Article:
On August 25, 1967, George Lincoln Rockwell was assassinated by a former follower named John Patsalos, who used the alias “John Patler” as a member of the American Nazi Party. Ironically, Patsalos, who was of full Greek ancestry, had had a falling out with Rockwell over the issue of whether or not he could be considered sufficiently “Aryan” due to his dark hair, dark eyes, and olive complexion.

Malcolm X home firebombing

In the early morning hours of February 14, 1965, a Nation of Islam-owned home in East ElmhurstQueens where Malcolm X and his wife and three children resided was firebombed. No one was injured. Malcolm X publicly accused Elijah Muhammad of ordering it. The family had previously been ordered to vacate the premises; the incident occurred the day before a scheduled hearing to postpone the eviction.[24] James X, another Nation minister, called it a publicity stunt by Malcolm X.

Malcolm X assassination

Members of the Nation of Islam’s Temple No. 25 in NewarkNew Jersey: Norman Butler, Talmadge Hayer, and Thomas Johnson, were ultimately convicted for their roles in the murder of Malcolm X. His widow, Dr. Betty Shabazz (1934–1997), believed for the remainder of her life that the assassination was ordered from the highest levels of Nation of Islam leadership. Louis Farrakhan, who had joined the Nation of Islam in 1955, steadfastly denied that the Nation or he himself was involved. However, in a 1993 speech, Farrakhan angrily shouted, “Was Malcolm your traitor or ours? And if we dealt with him like a nation deals with a traitor, what the hell business is it of yours? A nation has to be able to deal with traitors and cutthroats and turncoats!”[26] In 1994, Qubilah Shabazz, the second of three children of Malcolm and Betty Shabazz, was charged in a plot to assassinate Farrakhan.[27] The charges were dropped in 1995. In a 2000 interview with Mike Wallace of CBS News, at which Malcolm and Betty Shabazz’s eldest daughter, Atallah, was present, Louis Farrakhan stated to them, “I may have been complicit in words that I spoke leading up to February 21, [1965]”, and told them that he regretted, “… any word that I have said caused the loss of life of a human being”.

Hanafi Murders

In 1973, seven men, who were later identified as Nation of Islam members from a Philadelphia temple calling themselves the Black Mafia, broke into the Washington D.C. home of Hanafileader Khalifa Hamaas Abdul Khaalis. Weeks earlier, Khaalis had written open letters criticizing and mocking Elijah Muhammad and Wallace Fard Muhammad. The men brutally murdered five of Khaalis’ children, his nine-day-old grandson, and a guest. Khaalis himself was not at home. Five of the men responsible were ultimately convicted and sentenced to life imprisonment. Elijah Muhammad was not charged in the crime, though it was suspected he had some level of involvement.[20] Khaalis swore revenge and years later his movement attacked and held hostages in the Washington, D.C., offices of B’nai B’rith in the 1977 Hanafi Muslim Siege.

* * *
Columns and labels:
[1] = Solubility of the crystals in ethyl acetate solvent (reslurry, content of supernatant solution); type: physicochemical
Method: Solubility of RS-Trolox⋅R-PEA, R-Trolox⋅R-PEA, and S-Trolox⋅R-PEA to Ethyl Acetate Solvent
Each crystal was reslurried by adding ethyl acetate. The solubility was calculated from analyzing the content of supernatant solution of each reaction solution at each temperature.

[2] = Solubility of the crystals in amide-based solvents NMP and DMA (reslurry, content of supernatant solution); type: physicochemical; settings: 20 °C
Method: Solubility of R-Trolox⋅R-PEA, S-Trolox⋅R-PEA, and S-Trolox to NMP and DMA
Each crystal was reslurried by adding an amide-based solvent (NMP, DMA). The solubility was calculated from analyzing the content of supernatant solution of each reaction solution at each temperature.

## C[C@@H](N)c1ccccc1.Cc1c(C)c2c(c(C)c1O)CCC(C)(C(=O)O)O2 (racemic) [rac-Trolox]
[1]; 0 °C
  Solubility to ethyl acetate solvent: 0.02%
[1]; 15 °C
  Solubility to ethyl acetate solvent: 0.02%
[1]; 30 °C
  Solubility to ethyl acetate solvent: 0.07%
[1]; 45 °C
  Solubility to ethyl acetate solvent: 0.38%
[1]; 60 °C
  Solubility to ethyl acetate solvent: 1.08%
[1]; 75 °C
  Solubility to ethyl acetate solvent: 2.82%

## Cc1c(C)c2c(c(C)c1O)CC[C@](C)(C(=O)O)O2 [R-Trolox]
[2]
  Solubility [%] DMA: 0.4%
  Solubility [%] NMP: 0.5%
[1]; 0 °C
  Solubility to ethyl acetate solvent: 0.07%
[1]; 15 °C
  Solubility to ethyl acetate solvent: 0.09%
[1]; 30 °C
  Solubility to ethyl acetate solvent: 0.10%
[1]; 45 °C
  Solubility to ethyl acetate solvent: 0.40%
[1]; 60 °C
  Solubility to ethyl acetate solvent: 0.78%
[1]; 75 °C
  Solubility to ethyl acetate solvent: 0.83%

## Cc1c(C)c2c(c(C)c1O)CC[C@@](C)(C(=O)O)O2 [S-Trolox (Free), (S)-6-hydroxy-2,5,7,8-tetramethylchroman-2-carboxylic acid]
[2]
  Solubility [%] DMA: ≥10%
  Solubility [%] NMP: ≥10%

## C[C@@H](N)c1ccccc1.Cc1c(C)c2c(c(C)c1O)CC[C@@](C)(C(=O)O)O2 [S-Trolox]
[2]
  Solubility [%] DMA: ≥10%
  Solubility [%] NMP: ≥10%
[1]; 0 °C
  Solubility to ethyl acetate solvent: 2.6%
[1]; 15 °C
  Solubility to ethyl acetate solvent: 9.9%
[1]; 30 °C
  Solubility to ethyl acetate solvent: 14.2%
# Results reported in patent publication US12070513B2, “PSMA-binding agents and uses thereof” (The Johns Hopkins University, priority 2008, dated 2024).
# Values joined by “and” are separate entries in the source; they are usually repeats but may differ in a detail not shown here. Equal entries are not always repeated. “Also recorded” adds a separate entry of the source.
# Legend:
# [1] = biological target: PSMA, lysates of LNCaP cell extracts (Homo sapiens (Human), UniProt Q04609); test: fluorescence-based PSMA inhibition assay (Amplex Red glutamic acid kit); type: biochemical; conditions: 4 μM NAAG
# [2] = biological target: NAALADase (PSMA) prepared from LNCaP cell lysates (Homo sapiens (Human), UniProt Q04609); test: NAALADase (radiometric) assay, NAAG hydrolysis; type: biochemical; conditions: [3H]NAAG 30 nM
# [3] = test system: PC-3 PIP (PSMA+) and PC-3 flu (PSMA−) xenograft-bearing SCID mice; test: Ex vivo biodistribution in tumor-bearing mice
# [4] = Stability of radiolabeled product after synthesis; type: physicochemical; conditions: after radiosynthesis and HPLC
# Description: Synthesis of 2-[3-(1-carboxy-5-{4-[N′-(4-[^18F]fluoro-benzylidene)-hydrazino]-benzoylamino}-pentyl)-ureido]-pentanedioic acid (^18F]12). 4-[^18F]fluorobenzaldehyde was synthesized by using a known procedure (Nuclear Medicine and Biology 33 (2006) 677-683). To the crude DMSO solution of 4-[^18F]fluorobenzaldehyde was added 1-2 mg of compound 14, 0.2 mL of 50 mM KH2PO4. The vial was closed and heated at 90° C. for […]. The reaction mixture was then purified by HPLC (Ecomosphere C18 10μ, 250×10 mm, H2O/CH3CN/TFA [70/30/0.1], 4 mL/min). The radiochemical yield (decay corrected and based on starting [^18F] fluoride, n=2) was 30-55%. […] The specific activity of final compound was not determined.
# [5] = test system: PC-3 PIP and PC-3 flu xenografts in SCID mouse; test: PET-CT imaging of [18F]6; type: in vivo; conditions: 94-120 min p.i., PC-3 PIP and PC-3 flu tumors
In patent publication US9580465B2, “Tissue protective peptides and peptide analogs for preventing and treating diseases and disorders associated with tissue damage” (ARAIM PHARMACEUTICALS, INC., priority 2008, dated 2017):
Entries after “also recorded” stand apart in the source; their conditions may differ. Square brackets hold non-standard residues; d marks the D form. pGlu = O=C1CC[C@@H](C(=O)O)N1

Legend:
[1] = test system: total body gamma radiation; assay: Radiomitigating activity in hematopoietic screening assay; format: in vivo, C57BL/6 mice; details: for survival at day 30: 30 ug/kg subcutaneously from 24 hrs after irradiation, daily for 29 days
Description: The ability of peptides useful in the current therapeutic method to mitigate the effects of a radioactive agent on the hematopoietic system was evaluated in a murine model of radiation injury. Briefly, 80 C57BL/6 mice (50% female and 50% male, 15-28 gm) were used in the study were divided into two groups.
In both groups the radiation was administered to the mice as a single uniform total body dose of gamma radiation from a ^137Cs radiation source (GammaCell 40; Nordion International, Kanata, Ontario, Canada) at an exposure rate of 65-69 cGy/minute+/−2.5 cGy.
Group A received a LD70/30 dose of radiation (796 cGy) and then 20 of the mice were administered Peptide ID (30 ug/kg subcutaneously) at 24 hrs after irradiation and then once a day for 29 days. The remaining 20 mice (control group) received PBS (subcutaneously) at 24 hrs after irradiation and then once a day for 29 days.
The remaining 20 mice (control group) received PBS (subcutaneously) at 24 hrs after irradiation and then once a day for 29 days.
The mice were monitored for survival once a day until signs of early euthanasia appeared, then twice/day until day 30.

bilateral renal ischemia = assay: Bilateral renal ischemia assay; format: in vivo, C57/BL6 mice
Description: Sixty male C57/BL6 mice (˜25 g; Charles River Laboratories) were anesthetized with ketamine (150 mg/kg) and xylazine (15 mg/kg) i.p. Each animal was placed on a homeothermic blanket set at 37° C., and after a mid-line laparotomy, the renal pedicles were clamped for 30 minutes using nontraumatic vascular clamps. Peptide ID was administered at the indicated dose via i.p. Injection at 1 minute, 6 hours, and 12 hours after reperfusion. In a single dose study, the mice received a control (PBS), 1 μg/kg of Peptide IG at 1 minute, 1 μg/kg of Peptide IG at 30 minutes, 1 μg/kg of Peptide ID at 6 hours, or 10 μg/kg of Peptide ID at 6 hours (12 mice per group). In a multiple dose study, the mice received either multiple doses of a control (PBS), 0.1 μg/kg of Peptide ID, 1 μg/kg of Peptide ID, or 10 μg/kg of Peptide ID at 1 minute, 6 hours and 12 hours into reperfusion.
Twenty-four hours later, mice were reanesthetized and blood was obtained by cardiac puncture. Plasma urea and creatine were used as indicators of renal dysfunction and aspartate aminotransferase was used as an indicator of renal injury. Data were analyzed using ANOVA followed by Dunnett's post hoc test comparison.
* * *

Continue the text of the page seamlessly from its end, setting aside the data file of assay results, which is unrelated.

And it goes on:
Children out of wedlock

By most accounts, in addition to the eight children he had with his wife, Clara, Elijah Muhammad also fathered thirteen children out of wedlock.[29]

Malcolm X was not alone in his disenchantment with Muhammad’s hypocrisy. Others in the Nation of Islam were also upset that Muhammad allegedly used the organization’s funds to support the mothers, their children, as well as his own family.[19][30] After Elijah Muhammad’s death, nineteen of his children filed lawsuits against the Nation of Islam seeking status as heirs. Ultimately the court ruled against them.

The Nation of Islam after Elijah Muhammad’s death

After Elijah Muhammad’s death, the Nation of Islam splintered into three distinct factions. He had not named a successor, but his son, Warith Deen Muhammad, was named the new leader of the organization at the following day’s Saviours’ Day celebration.[33]

Under Warith Muhammad, the Nation of Islam became a more moderate organization. It accepted white members and the Fruit of Islam was disbanded. Eventually Warith Muhammad’s faction was renamed the American Society of Muslims. He delivered the first Muslim invocation in the United States Senate, and, in 1993, with President Bill Clinton in attendance, said an Islamic prayer in an interfaith service.[34][35]

Louis Farrakhan left the Nation of Islam and founded his own organization, which retained the Nation of Islam name and hewed more closely to Elijah Muhammad’s ideology, including the tenet that Wallace Fard Muhammad was Allah on Earth. He re-established the Fruit of Islam and began publishing the Final Call newspaper.

Honors

In the early 1990s the city of Detroit co-named Linwood Avenue “Elijah Muhammad Blvd.”[citation needed]

In 2002, scholar Molefi Kete Asante listed Elijah Muhammad on his list of 100 Greatest African Americans.

Portrayals in film

Elijah Muhammad was notably portrayed by by Al Freeman, Jr. in Spike Lee’s 1992 motion pictureMalcolm X. Co-star Albert Hall, who played the composite character “Baines” in the film, later played Muhammad in Michael Mann’s 2001 film, Ali.[37]

Muhammad was also thanked in the 1996 documentary, When We Were Kings; the film is also dedicated to him.

Children